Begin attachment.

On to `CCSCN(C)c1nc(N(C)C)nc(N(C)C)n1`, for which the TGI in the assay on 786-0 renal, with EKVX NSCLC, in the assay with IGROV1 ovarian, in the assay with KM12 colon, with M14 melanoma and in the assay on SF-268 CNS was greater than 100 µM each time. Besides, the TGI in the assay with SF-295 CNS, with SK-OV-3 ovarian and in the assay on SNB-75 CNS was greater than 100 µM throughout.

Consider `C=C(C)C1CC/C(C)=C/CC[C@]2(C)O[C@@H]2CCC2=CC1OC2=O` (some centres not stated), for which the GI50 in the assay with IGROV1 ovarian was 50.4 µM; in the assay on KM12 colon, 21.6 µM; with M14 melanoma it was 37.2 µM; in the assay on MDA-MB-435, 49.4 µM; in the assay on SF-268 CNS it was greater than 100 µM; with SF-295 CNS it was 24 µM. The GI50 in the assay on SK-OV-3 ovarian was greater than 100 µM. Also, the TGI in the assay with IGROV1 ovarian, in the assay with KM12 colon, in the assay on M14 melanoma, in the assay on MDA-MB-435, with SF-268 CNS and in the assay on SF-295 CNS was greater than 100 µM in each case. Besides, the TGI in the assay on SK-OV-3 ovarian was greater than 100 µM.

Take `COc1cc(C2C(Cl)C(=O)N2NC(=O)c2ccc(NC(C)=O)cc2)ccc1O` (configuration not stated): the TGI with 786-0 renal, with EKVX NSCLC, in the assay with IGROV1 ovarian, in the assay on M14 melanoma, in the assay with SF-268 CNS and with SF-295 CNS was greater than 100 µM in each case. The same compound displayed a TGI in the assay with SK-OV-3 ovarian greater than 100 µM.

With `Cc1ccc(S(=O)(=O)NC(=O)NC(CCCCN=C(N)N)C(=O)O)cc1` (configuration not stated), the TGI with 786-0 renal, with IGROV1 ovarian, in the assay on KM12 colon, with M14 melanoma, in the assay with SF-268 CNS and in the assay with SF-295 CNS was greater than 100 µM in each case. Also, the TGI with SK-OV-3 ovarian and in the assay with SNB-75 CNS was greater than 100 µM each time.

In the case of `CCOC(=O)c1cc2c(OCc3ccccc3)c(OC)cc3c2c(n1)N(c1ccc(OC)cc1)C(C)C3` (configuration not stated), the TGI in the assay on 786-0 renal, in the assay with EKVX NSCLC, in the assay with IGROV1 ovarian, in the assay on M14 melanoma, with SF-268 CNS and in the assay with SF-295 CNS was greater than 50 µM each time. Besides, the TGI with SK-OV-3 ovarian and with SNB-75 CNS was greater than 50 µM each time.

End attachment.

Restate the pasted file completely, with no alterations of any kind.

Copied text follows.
On to `CCSCN(C)c1nc(N(C)C)nc(N(C)C)n1`, for which the TGI in the assay on 786-0 renal, with EKVX NSCLC, in the assay with IGROV1 ovarian, in the assay with KM12 colon, with M14 melanoma and in the assay on SF-268 CNS was greater than 100 µM each time. Besides, the TGI in the assay with SF-295 CNS, with SK-OV-3 ovarian and in the assay on SNB-75 CNS was greater than 100 µM throughout.

Consider `C=C(C)C1CC/C(C)=C/CC[C@]2(C)O[C@@H]2CCC2=CC1OC2=O` (some centres not stated), for which the GI50 in the assay with IGROV1 ovarian was 50.4 µM; in the assay on KM12 colon, 21.6 µM; with M14 melanoma it was 37.2 µM; in the assay on MDA-MB-435, 49.4 µM; in the assay on SF-268 CNS it was greater than 100 µM; with SF-295 CNS it was 24 µM. The GI50 in the assay on SK-OV-3 ovarian was greater than 100 µM. Also, the TGI in the assay with IGROV1 ovarian, in the assay with KM12 colon, in the assay on M14 melanoma, in the assay on MDA-MB-435, with SF-268 CNS and in the assay on SF-295 CNS was greater than 100 µM in each case. Besides, the TGI in the assay on SK-OV-3 ovarian was greater than 100 µM.

Take `COc1cc(C2C(Cl)C(=O)N2NC(=O)c2ccc(NC(C)=O)cc2)ccc1O` (configuration not stated): the TGI with 786-0 renal, with EKVX NSCLC, in the assay with IGROV1 ovarian, in the assay on M14 melanoma, in the assay with SF-268 CNS and with SF-295 CNS was greater than 100 µM in each case. The same compound displayed a TGI in the assay with SK-OV-3 ovarian greater than 100 µM.

With `Cc1ccc(S(=O)(=O)NC(=O)NC(CCCCN=C(N)N)C(=O)O)cc1` (configuration not stated), the TGI with 786-0 renal, with IGROV1 ovarian, in the assay on KM12 colon, with M14 melanoma, in the assay with SF-268 CNS and in the assay with SF-295 CNS was greater than 100 µM in each case. Also, the TGI with SK-OV-3 ovarian and in the assay with SNB-75 CNS was greater than 100 µM each time.

In the case of `CCOC(=O)c1cc2c(OCc3ccccc3)c(OC)cc3c2c(n1)N(c1ccc(OC)cc1)C(C)C3` (configuration not stated), the TGI in the assay on 786-0 renal, in the assay with EKVX NSCLC, in the assay with IGROV1 ovarian, in the assay on M14 melanoma, with SF-268 CNS and in the assay with SF-295 CNS was greater than 50 µM each time. Besides, the TGI with SK-OV-3 ovarian and with SNB-75 CNS was greater than 50 µM each time.